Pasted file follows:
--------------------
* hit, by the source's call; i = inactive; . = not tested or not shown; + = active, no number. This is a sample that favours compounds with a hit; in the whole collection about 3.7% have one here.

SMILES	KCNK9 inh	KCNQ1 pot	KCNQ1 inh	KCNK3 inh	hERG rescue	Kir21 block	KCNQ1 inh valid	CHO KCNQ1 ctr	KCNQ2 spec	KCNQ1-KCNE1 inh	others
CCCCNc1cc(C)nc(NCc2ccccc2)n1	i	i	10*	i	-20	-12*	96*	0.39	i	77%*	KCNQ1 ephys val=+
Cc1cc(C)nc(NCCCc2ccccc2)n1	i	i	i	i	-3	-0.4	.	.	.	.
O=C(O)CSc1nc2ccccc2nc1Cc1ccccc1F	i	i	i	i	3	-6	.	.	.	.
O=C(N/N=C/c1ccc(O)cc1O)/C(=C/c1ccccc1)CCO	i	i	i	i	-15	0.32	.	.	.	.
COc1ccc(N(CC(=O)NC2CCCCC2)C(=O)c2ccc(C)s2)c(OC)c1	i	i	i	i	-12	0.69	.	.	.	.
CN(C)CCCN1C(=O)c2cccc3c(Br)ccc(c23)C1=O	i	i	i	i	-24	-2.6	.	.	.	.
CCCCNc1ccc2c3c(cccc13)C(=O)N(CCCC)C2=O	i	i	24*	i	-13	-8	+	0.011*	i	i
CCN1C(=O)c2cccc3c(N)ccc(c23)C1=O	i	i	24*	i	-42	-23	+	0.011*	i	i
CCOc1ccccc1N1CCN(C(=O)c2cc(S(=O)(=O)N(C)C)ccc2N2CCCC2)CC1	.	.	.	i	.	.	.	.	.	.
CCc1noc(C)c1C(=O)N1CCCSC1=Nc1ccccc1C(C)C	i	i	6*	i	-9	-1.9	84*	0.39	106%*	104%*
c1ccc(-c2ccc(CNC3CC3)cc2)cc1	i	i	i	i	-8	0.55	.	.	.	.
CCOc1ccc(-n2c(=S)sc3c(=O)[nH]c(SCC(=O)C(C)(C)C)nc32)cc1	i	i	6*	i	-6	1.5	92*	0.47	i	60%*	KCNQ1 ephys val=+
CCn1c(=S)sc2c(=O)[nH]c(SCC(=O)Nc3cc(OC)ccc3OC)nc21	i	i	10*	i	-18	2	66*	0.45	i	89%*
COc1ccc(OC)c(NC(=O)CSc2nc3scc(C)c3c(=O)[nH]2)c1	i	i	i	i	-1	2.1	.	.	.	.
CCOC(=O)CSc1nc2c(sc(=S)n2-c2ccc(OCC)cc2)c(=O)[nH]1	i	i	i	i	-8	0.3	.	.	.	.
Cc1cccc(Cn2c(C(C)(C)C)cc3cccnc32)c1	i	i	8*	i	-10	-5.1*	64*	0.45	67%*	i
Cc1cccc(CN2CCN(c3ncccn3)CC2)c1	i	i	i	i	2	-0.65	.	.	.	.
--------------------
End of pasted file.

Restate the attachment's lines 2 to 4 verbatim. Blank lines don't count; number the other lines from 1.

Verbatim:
SMILES	KCNK9 inh	KCNQ1 pot	KCNQ1 inh	KCNK3 inh	hERG rescue	Kir21 block	KCNQ1 inh valid	CHO KCNQ1 ctr	KCNQ2 spec	KCNQ1-KCNE1 inh	others
CCCCNc1cc(C)nc(NCc2ccccc2)n1	i	i	10*	i	-20	-12*	96*	0.39	i	77%*	KCNQ1 ephys val=+
Cc1cc(C)nc(NCCCc2ccccc2)n1	i	i	i	i	-3	-0.4	.	.	.	.